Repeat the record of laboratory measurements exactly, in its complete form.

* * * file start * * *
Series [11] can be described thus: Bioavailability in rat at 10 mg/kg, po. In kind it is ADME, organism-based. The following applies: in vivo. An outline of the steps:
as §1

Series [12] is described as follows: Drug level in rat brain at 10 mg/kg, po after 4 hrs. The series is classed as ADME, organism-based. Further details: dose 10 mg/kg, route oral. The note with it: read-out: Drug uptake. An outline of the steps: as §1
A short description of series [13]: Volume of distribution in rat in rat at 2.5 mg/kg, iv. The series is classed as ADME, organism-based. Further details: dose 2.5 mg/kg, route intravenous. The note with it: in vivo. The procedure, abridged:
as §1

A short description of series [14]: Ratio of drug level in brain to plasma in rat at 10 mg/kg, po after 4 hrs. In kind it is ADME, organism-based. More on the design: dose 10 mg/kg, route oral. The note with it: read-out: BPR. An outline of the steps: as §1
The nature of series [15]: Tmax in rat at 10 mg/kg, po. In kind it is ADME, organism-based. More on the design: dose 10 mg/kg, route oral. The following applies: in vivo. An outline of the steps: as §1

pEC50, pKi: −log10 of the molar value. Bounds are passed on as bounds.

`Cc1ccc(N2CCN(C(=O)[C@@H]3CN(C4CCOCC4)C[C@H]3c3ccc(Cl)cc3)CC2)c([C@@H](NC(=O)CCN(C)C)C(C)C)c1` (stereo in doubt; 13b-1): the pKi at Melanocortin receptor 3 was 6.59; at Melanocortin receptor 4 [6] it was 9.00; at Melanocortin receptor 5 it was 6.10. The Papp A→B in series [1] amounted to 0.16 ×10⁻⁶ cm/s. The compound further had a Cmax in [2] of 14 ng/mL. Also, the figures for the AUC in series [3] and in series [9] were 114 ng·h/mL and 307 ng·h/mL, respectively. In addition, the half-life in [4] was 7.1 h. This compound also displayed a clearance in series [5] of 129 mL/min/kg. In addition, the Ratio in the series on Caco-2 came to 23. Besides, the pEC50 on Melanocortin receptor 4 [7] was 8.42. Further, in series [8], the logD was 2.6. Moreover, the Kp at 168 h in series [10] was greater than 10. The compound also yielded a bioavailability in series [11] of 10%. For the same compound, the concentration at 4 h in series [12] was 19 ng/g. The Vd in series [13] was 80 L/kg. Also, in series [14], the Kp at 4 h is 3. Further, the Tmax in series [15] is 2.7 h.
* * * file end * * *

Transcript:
Series [11] can be described thus: Bioavailability in rat at 10 mg/kg, po. In kind it is ADME, organism-based. The following applies: in vivo. An outline of the steps:
as §1

Series [12] is described as follows: Drug level in rat brain at 10 mg/kg, po after 4 hrs. The series is classed as ADME, organism-based. Further details: dose 10 mg/kg, route oral. The note with it: read-out: Drug uptake. An outline of the steps: as §1
A short description of series [13]: Volume of distribution in rat in rat at 2.5 mg/kg, iv. The series is classed as ADME, organism-based. Further details: dose 2.5 mg/kg, route intravenous. The note with it: in vivo. The procedure, abridged:
as §1

A short description of series [14]: Ratio of drug level in brain to plasma in rat at 10 mg/kg, po after 4 hrs. In kind it is ADME, organism-based. More on the design: dose 10 mg/kg, route oral. The note with it: read-out: BPR. An outline of the steps: as §1
The nature of series [15]: Tmax in rat at 10 mg/kg, po. In kind it is ADME, organism-based. More on the design: dose 10 mg/kg, route oral. The following applies: in vivo. An outline of the steps: as §1

pEC50, pKi: −log10 of the molar value. Bounds are passed on as bounds.

`Cc1ccc(N2CCN(C(=O)[C@@H]3CN(C4CCOCC4)C[C@H]3c3ccc(Cl)cc3)CC2)c([C@@H](NC(=O)CCN(C)C)C(C)C)c1` (stereo in doubt; 13b-1): the pKi at Melanocortin receptor 3 was 6.59; at Melanocortin receptor 4 [6] it was 9.00; at Melanocortin receptor 5 it was 6.10. The Papp A→B in series [1] amounted to 0.16 ×10⁻⁶ cm/s. The compound further had a Cmax in [2] of 14 ng/mL. Also, the figures for the AUC in series [3] and in series [9] were 114 ng·h/mL and 307 ng·h/mL, respectively. In addition, the half-life in [4] was 7.1 h. This compound also displayed a clearance in series [5] of 129 mL/min/kg. In addition, the Ratio in the series on Caco-2 came to 23. Besides, the pEC50 on Melanocortin receptor 4 [7] was 8.42. Further, in series [8], the logD was 2.6. Moreover, the Kp at 168 h in series [10] was greater than 10. The compound also yielded a bioavailability in series [11] of 10%. For the same compound, the concentration at 4 h in series [12] was 19 ng/g. The Vd in series [13] was 80 L/kg. Also, in series [14], the Kp at 4 h is 3. Further, the Tmax in series [15] is 2.7 h.